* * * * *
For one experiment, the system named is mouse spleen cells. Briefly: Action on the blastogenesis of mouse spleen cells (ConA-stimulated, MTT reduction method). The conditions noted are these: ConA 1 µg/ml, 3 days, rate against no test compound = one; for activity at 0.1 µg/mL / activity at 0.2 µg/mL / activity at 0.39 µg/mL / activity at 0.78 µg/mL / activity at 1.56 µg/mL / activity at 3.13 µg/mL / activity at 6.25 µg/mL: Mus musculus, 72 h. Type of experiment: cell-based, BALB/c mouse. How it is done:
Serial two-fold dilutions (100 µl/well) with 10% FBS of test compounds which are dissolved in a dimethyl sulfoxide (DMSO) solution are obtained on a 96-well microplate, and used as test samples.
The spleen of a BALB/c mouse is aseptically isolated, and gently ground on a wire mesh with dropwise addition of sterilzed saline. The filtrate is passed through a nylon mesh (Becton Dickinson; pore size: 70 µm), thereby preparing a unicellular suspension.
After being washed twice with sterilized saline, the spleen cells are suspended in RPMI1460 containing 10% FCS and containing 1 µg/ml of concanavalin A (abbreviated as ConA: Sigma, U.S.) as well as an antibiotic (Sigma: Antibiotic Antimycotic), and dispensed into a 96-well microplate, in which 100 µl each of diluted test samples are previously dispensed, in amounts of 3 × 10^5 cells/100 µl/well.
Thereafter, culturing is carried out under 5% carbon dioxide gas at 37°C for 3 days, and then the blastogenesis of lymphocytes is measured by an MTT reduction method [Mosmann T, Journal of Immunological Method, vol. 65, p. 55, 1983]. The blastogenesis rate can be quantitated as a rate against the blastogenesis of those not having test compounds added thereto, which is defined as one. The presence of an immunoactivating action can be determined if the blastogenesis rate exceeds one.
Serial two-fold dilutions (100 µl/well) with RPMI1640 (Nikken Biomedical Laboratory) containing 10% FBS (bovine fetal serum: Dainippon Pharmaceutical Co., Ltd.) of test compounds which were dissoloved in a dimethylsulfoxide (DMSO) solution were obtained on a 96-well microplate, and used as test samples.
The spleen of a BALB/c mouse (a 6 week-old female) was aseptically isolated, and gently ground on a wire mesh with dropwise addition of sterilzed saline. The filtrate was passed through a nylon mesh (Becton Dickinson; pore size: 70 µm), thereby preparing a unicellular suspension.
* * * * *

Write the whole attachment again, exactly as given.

For one experiment, the system named is mouse spleen cells. Briefly: Action on the blastogenesis of mouse spleen cells (ConA-stimulated, MTT reduction method). The conditions noted are these: ConA 1 µg/ml, 3 days, rate against no test compound = one; for activity at 0.1 µg/mL / activity at 0.2 µg/mL / activity at 0.39 µg/mL / activity at 0.78 µg/mL / activity at 1.56 µg/mL / activity at 3.13 µg/mL / activity at 6.25 µg/mL: Mus musculus, 72 h. Type of experiment: cell-based, BALB/c mouse. How it is done:
Serial two-fold dilutions (100 µl/well) with 10% FBS of test compounds which are dissolved in a dimethyl sulfoxide (DMSO) solution are obtained on a 96-well microplate, and used as test samples.
The spleen of a BALB/c mouse is aseptically isolated, and gently ground on a wire mesh with dropwise addition of sterilzed saline. The filtrate is passed through a nylon mesh (Becton Dickinson; pore size: 70 µm), thereby preparing a unicellular suspension.
After being washed twice with sterilized saline, the spleen cells are suspended in RPMI1460 containing 10% FCS and containing 1 µg/ml of concanavalin A (abbreviated as ConA: Sigma, U.S.) as well as an antibiotic (Sigma: Antibiotic Antimycotic), and dispensed into a 96-well microplate, in which 100 µl each of diluted test samples are previously dispensed, in amounts of 3 × 10^5 cells/100 µl/well.
Thereafter, culturing is carried out under 5% carbon dioxide gas at 37°C for 3 days, and then the blastogenesis of lymphocytes is measured by an MTT reduction method [Mosmann T, Journal of Immunological Method, vol. 65, p. 55, 1983]. The blastogenesis rate can be quantitated as a rate against the blastogenesis of those not having test compounds added thereto, which is defined as one. The presence of an immunoactivating action can be determined if the blastogenesis rate exceeds one.
Serial two-fold dilutions (100 µl/well) with RPMI1640 (Nikken Biomedical Laboratory) containing 10% FBS (bovine fetal serum: Dainippon Pharmaceutical Co., Ltd.) of test compounds which were dissoloved in a dimethylsulfoxide (DMSO) solution were obtained on a 96-well microplate, and used as test samples.
The spleen of a BALB/c mouse (a 6 week-old female) was aseptically isolated, and gently ground on a wire mesh with dropwise addition of sterilzed saline. The filtrate was passed through a nylon mesh (Becton Dickinson; pore size: 70 µm), thereby preparing a unicellular suspension.